How Old are Martian Gullies?
NASA/JPL/University of Arizona
How Old are Martian Gullies?
PSP_002293_1450  Science Theme: Fluvial Processes


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Gullies eroded into the steep inner slope of an impact crater at this location appear perfectly pristine. Although at first glance it may appear that there are craters superimposed on the gully fans, inspection of HiRISE stereo coverage shows that the craters lie only on the pre-gully terrain.

Distinctive colors in the gully channels and alcoves offer another indication of youth and recent activity. The pre-gully landscape is covered by secondary craters from nearby Gasa Crater, estimated to be about 1 million years old. Although some have suggested that the Martian gullies are also about a million years old and formed in a different environment, we now know that they are continuing to form today.

Written by: Alfred McEwen  (24 April 2017)
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Acquisition date
22 January 2007

Local Mars time:
15:49

Latitude (centered)
-34.767°

Longitude (East)
130.996°

Range to target site
253.7 km (158.5 miles)

Original image scale range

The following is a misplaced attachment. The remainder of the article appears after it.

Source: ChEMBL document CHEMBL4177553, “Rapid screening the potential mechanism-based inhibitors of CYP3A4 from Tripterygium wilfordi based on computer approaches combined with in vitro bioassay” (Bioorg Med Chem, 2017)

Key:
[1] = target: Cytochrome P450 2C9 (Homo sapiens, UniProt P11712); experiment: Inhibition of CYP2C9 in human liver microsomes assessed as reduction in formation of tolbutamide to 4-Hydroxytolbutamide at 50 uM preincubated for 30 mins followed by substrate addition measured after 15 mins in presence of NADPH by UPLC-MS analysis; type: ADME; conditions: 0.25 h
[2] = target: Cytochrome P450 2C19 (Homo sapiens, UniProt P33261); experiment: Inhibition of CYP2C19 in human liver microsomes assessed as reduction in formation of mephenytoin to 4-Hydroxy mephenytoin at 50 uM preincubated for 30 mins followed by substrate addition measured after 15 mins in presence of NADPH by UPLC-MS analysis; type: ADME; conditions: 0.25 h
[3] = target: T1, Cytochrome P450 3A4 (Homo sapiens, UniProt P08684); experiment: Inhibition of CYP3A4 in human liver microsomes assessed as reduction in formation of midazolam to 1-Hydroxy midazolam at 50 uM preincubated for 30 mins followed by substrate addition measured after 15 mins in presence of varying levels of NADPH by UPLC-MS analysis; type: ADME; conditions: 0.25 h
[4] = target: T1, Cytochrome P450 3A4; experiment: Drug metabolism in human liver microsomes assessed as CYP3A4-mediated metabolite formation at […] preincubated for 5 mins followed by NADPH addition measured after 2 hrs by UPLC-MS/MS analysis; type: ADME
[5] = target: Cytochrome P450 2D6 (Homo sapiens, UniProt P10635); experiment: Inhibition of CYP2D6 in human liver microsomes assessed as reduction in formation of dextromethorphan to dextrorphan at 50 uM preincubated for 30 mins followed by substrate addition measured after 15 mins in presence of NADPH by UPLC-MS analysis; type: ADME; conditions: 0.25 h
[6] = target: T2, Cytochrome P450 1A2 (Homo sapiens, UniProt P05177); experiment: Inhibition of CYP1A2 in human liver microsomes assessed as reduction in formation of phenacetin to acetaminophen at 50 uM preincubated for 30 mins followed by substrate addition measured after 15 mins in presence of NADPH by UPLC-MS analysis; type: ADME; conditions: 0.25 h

50.8 cm/pixel (with 2 x 2 binning) so objects ~152 cm across are resolved

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50 cm/pixel and North is up

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Equirectangular

Emission angle:
4.9°

Phase angle:
62.3°

Solar incidence angle
66°, with the Sun about 24° above the horizon

Solar longitude
170.7°, Northern Summer

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North azimuth:  97°
Sub-solar azimuth:  29.9°
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POSTSCRIPT
NASA’s Jet Propulsion Laboratory, a division of the California Institute of Technology in Pasadena, Calif., manages the Mars Reconnaissance Orbiter for NASA’s Science Mission Directorate, Washington. The HiRISE camera was built by Ball Aerospace and Technology Corporation and is operated by the University of Arizona.